The election commission will reserve 33 percent of the seats by ballot for women. These are retained for women for two terms and are then rotated. In the meantime, women can establish themselves and if they are popular they will be able to contest on thei r own merit as general candidates by the next elections. So every constituency has a chance to throw up women. We can establish a deadline of 25 years, or five general elections, by which time the reservations for women could be withdrawn. By that time b y rotation every constituency in the country would have been represented by women at least twice. This will create the nucleus for womens political leadership. What about the issue of only the wives and daughters of politicians benefiting from reservation? Maybe five to ten percent will be wives or daughters, but that does not make them any less women. The parties gave tickets to relatives of those in hawala rackets. When it comes to protecting their interests they dont mind their daughters, wives and sons contesting.

Its possible that I would not have been given an opportunity if I was not an Alva. But only those who are good enough will be able to sustain themselves. If women do not have an entry point, how will they ever get in?

How did this issue get included in your partys manifesto?

Apart from our lobbying, the importance of the womens vote forced parties to include this bill in their manifestos. The United Front government mentioned it in their Common Minimum Programme as a priority. When we raised the issue in the House, the Prim e Minister stated that the bill will be passed in the first session. The first session was coming to a close. You can see their hypocrisy they colluded to delay its introduction until the last day. This reveals their lack of seriousness on the issue.

We had argued for its early introduction so that discussions and debate could be allowed. Finally, when it was introduced, those who had never spoken about reservation for Backward Classes suddenly become the champions of Backward Class reservations. Between 1991, when the panchayat bill was introduced, until 1996 when this bill is on the ver ge of being introduced, these people did not articulate any of their concerns for the Backward Class men! The issue gains importance only now because women are about to obtain seats.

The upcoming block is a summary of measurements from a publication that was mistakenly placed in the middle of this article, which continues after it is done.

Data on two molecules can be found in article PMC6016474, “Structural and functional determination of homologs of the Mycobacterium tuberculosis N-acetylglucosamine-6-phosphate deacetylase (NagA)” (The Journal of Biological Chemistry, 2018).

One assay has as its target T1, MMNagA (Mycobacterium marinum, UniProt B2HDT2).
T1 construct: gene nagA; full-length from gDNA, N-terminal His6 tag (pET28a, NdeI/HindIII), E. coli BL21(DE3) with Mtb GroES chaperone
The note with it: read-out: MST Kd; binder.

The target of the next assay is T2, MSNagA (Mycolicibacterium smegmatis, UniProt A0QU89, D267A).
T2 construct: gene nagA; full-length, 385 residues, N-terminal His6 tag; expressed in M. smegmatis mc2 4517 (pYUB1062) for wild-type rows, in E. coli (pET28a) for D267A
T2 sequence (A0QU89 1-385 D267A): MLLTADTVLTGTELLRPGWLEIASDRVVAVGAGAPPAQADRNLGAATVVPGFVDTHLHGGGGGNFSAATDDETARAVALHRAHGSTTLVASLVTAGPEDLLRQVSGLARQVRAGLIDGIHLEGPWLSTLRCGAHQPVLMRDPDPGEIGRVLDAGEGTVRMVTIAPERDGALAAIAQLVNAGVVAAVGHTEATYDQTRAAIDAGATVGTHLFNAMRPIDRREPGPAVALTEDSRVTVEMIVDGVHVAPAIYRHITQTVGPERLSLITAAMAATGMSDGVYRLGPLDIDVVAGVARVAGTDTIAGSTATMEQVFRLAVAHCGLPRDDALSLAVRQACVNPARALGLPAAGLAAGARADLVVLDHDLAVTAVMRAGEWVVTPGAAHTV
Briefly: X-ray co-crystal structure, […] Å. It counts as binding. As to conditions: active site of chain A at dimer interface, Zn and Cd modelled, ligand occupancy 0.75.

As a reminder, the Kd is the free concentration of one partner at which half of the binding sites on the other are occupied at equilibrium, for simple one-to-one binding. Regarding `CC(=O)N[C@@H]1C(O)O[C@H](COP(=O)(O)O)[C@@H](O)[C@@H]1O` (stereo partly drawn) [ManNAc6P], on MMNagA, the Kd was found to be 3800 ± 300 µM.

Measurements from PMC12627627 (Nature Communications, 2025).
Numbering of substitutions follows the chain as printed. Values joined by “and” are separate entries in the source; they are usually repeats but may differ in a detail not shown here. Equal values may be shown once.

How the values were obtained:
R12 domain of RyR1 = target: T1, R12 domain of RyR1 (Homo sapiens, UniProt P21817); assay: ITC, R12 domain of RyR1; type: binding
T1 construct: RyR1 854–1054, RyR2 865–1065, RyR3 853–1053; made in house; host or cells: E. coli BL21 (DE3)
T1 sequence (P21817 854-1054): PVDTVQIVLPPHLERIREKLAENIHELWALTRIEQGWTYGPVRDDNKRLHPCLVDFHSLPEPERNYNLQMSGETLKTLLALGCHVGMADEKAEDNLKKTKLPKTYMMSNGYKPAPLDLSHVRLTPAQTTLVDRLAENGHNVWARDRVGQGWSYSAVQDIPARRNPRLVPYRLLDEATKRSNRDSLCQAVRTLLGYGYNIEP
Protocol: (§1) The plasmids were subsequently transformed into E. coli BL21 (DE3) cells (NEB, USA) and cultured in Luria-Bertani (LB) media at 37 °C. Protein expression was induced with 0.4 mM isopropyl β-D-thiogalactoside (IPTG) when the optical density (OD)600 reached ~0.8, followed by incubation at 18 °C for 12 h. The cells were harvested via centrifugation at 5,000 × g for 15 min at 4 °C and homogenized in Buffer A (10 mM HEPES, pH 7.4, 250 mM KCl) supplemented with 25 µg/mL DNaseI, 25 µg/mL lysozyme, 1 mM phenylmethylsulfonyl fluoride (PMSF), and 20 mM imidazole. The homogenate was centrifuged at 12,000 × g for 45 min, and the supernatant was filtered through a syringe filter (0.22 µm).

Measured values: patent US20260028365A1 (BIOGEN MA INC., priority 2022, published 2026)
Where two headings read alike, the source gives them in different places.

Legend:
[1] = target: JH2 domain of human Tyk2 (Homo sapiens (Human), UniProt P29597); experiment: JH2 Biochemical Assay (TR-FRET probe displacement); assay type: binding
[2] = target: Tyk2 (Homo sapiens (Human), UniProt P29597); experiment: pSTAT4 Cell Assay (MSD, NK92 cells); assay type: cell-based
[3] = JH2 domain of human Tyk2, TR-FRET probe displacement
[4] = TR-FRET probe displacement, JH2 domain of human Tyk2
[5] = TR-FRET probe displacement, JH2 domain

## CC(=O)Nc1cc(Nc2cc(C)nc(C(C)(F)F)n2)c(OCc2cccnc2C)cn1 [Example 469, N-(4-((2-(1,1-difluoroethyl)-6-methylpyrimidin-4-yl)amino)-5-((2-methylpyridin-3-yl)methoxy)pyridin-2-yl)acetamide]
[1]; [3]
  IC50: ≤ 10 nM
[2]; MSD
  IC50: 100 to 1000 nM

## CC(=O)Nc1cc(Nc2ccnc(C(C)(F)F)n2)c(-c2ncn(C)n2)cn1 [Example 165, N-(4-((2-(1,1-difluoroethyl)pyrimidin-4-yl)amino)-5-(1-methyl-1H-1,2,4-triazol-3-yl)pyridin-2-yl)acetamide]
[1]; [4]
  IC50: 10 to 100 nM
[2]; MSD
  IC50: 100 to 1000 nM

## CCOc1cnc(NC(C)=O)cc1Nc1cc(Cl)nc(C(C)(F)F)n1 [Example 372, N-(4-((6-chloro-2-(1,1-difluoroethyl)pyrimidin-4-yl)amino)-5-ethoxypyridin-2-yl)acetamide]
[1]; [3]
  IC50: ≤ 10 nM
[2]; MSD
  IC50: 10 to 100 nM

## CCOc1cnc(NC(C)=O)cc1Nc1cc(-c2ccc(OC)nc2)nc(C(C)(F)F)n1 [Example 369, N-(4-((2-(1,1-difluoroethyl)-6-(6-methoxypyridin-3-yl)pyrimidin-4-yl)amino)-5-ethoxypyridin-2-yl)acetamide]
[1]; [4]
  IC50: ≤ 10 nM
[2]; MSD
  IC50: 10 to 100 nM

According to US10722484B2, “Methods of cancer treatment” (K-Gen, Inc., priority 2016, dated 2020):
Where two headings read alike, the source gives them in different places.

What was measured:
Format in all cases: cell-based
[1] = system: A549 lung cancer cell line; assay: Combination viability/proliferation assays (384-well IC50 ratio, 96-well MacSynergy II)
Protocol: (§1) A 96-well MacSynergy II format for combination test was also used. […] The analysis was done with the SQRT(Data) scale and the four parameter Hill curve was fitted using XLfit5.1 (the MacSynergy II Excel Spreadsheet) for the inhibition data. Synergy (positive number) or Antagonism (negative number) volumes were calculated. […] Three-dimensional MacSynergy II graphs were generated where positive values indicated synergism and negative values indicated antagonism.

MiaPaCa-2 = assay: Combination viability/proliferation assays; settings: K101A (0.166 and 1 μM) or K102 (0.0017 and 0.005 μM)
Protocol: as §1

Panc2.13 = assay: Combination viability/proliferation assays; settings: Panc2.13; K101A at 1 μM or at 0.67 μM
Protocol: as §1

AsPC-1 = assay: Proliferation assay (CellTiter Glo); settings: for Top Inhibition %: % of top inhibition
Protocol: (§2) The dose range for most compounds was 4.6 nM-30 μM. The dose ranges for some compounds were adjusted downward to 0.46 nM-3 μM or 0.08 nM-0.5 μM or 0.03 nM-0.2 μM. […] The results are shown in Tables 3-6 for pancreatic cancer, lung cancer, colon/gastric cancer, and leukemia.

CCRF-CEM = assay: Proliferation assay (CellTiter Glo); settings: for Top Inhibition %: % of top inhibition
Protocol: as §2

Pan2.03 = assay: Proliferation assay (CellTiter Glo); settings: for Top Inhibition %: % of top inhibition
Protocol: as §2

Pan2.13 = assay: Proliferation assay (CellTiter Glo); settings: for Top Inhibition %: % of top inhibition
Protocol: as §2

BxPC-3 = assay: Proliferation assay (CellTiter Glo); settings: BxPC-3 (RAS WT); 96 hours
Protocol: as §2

Do you think this is just party games?

No, no, even women in our party stood up to oppose the bill. There is a lobby of self-interest amongst women as well. As Narasimha Raoji said It is like a train coming onto the platform. Those who are inside dont want anyone else to get in. The greatest fear amongst male MPs is that they will lose their seats. They kept saying, Do you want to leave your seat? If you vote for this bill your seat will go. It was an attempt to create a fear psychosis amongst those seated in the house. While some parties had issued a whip, some senior MPs stood at the main gate of Parliament telling the arriving MPs, Why have you come? Go away or your seat will go. You are mad. The Minister for Parliamentary Affairs called a meeting of women MPs to discuss the bill. Once all the parties have agreed that its part of the Common Minimum Programme (CMP), why have a womens meeting? Just to create divisions of Backwards and Forwards between us? In the meeting everyone said something different; no one could agree.

What is the status now?

A Select Committee has been set up. Ive been nominated as a member of that committee. No meeting has been held yet, so we will have to see what happens. What is your position on reservations for Backward Castes?I +"{+ I dont want reservations for women to get mixed up with anything else. I am not proposing anything, let them fight and break their heads. Based on the Mandal Commission report we made reservations in the services. Nobody had spoken about reservation for Backward Classes or others in Parliament or legislatures. Women cut across all sections and by giving reservations to them you will be helping women from all sections to come forward. There are currently no reserved constituencies for the Backward Classes and minorities, so why should this issue get tied up with reservation for women? Are there any other measures required besides the reservation of seats? The Election Commission should announce that every party must put up a certain number of women or else they will be derecognised. Women contesting against men will be at a disadvantage so constituencies that are reserved solely for women will help them.

Uma Bharti
Bhartiya Janata Party (BJP)